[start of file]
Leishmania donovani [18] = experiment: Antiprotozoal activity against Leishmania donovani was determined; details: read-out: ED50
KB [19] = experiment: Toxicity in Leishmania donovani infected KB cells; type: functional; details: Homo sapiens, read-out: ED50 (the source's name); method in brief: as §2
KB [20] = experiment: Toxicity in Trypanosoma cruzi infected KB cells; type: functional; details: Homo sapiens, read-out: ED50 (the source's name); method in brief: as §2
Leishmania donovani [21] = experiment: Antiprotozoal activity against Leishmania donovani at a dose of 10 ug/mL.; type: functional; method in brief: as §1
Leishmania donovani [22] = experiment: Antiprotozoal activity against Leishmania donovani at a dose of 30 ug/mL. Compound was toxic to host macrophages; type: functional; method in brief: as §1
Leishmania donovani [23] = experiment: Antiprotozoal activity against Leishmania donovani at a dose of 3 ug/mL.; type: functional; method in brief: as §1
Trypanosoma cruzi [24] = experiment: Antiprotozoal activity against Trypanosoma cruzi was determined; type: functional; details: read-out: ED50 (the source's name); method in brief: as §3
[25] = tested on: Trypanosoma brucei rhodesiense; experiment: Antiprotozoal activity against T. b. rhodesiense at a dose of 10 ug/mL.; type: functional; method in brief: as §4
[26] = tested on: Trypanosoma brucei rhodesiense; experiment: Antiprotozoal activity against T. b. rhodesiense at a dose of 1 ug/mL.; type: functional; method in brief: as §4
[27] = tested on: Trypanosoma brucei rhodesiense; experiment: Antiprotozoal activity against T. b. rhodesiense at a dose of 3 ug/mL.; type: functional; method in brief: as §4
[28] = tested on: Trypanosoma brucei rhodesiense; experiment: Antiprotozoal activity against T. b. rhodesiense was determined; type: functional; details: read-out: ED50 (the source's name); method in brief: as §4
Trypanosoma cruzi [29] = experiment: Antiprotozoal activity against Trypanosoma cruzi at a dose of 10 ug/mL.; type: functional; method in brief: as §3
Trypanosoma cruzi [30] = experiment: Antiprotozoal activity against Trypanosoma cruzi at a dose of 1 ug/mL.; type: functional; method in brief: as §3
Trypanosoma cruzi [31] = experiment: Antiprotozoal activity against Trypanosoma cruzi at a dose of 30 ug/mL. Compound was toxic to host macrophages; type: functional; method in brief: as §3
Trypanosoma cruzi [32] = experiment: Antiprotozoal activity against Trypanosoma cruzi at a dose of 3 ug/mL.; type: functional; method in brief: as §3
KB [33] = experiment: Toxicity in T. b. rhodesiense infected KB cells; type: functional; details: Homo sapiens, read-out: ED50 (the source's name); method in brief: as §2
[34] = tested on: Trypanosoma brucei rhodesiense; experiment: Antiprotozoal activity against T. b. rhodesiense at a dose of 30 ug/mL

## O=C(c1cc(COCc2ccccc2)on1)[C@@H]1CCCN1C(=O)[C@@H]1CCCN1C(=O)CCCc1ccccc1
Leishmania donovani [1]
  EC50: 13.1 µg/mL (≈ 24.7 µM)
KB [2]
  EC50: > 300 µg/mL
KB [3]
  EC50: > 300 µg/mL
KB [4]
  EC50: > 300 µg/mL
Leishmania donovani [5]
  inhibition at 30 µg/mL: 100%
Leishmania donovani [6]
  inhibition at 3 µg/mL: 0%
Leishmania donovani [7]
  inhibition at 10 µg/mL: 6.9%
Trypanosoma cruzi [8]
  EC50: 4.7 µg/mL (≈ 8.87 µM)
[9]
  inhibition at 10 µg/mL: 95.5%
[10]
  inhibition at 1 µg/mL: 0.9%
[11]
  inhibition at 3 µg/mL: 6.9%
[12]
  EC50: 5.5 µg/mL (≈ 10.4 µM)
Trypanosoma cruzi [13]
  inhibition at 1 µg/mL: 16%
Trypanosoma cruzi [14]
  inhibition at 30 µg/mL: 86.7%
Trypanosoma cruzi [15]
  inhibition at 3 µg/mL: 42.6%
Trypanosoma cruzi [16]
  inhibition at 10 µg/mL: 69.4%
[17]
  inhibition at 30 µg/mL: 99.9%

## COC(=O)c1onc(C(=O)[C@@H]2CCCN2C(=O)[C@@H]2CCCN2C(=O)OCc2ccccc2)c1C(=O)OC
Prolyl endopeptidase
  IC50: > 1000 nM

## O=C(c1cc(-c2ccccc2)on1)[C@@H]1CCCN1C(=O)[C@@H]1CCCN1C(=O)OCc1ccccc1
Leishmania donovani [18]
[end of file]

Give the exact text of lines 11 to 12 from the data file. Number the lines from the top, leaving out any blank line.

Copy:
[28] = tested on: Trypanosoma brucei rhodesiense; experiment: Antiprotozoal activity against T. b. rhodesiense was determined; type: functional; details: read-out: ED50 (the source's name); method in brief: as §4
Trypanosoma cruzi [29] = experiment: Antiprotozoal activity against Trypanosoma cruzi at a dose of 10 ug/mL.; type: functional; method in brief: as §3